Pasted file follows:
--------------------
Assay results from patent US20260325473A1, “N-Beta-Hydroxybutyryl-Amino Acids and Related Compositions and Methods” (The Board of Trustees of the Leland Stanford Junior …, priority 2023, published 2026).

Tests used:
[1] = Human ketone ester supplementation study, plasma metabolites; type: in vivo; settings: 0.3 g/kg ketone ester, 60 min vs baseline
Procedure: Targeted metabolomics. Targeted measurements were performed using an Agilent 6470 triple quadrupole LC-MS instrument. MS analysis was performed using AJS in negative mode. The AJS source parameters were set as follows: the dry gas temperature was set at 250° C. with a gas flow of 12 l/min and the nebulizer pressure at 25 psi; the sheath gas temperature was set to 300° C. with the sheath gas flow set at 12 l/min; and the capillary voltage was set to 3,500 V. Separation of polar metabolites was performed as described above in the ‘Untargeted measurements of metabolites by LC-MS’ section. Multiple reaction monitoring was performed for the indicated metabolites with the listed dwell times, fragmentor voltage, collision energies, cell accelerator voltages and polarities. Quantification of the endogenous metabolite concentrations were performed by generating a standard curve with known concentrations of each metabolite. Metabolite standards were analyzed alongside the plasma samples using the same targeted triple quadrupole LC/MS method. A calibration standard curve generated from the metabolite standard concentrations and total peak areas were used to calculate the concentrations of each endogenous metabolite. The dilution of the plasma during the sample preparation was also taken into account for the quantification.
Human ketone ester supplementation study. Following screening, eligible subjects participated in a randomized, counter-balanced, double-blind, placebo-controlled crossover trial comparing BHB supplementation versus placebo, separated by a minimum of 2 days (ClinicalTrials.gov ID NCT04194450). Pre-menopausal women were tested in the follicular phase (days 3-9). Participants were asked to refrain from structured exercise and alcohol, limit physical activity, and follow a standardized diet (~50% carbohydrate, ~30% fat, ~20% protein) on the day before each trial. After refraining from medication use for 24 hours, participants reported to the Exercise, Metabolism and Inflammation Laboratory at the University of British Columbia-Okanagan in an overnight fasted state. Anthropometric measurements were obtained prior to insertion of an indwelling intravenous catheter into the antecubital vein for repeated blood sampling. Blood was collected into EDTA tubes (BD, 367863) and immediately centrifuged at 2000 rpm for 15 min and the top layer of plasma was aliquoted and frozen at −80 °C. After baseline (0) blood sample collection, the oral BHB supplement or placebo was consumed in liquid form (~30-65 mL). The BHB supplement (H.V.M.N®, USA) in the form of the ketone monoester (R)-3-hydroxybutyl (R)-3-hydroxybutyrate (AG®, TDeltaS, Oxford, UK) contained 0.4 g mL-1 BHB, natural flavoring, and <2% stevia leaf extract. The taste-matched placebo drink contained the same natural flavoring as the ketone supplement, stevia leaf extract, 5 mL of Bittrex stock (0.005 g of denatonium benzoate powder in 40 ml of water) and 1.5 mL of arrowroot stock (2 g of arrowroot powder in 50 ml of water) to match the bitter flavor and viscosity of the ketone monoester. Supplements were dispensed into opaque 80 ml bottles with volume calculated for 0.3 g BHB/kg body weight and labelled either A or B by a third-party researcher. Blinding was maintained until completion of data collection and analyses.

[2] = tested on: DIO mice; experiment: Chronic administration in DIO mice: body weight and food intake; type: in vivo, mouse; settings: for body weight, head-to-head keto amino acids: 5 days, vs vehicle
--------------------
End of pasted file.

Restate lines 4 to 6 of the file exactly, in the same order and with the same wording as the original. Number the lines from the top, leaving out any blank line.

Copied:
Procedure: Targeted metabolomics. Targeted measurements were performed using an Agilent 6470 triple quadrupole LC-MS instrument. MS analysis was performed using AJS in negative mode. The AJS source parameters were set as follows: the dry gas temperature was set at 250° C. with a gas flow of 12 l/min and the nebulizer pressure at 25 psi; the sheath gas temperature was set to 300° C. with the sheath gas flow set at 12 l/min; and the capillary voltage was set to 3,500 V. Separation of polar metabolites was performed as described above in the ‘Untargeted measurements of metabolites by LC-MS’ section. Multiple reaction monitoring was performed for the indicated metabolites with the listed dwell times, fragmentor voltage, collision energies, cell accelerator voltages and polarities. Quantification of the endogenous metabolite concentrations were performed by generating a standard curve with known concentrations of each metabolite. Metabolite standards were analyzed alongside the plasma samples using the same targeted triple quadrupole LC/MS method. A calibration standard curve generated from the metabolite standard concentrations and total peak areas were used to calculate the concentrations of each endogenous metabolite. The dilution of the plasma during the sample preparation was also taken into account for the quantification.
Human ketone ester supplementation study. Following screening, eligible subjects participated in a randomized, counter-balanced, double-blind, placebo-controlled crossover trial comparing BHB supplementation versus placebo, separated by a minimum of 2 days (ClinicalTrials.gov ID NCT04194450). Pre-menopausal women were tested in the follicular phase (days 3-9). Participants were asked to refrain from structured exercise and alcohol, limit physical activity, and follow a standardized diet (~50% carbohydrate, ~30% fat, ~20% protein) on the day before each trial. After refraining from medication use for 24 hours, participants reported to the Exercise, Metabolism and Inflammation Laboratory at the University of British Columbia-Okanagan in an overnight fasted state. Anthropometric measurements were obtained prior to insertion of an indwelling intravenous catheter into the antecubital vein for repeated blood sampling. Blood was collected into EDTA tubes (BD, 367863) and immediately centrifuged at 2000 rpm for 15 min and the top layer of plasma was aliquoted and frozen at −80 °C. After baseline (0) blood sample collection, the oral BHB supplement or placebo was consumed in liquid form (~30-65 mL). The BHB supplement (H.V.M.N®, USA) in the form of the ketone monoester (R)-3-hydroxybutyl (R)-3-hydroxybutyrate (AG®, TDeltaS, Oxford, UK) contained 0.4 g mL-1 BHB, natural flavoring, and <2% stevia leaf extract. The taste-matched placebo drink contained the same natural flavoring as the ketone supplement, stevia leaf extract, 5 mL of Bittrex stock (0.005 g of denatonium benzoate powder in 40 ml of water) and 1.5 mL of arrowroot stock (2 g of arrowroot powder in 50 ml of water) to match the bitter flavor and viscosity of the ketone monoester. Supplements were dispensed into opaque 80 ml bottles with volume calculated for 0.3 g BHB/kg body weight and labelled either A or B by a third-party researcher. Blinding was maintained until completion of data collection and analyses.

[2] = tested on: DIO mice; experiment: Chronic administration in DIO mice: body weight and food intake; type: in vivo, mouse; settings: for body weight, head-to-head keto amino acids: 5 days, vs vehicle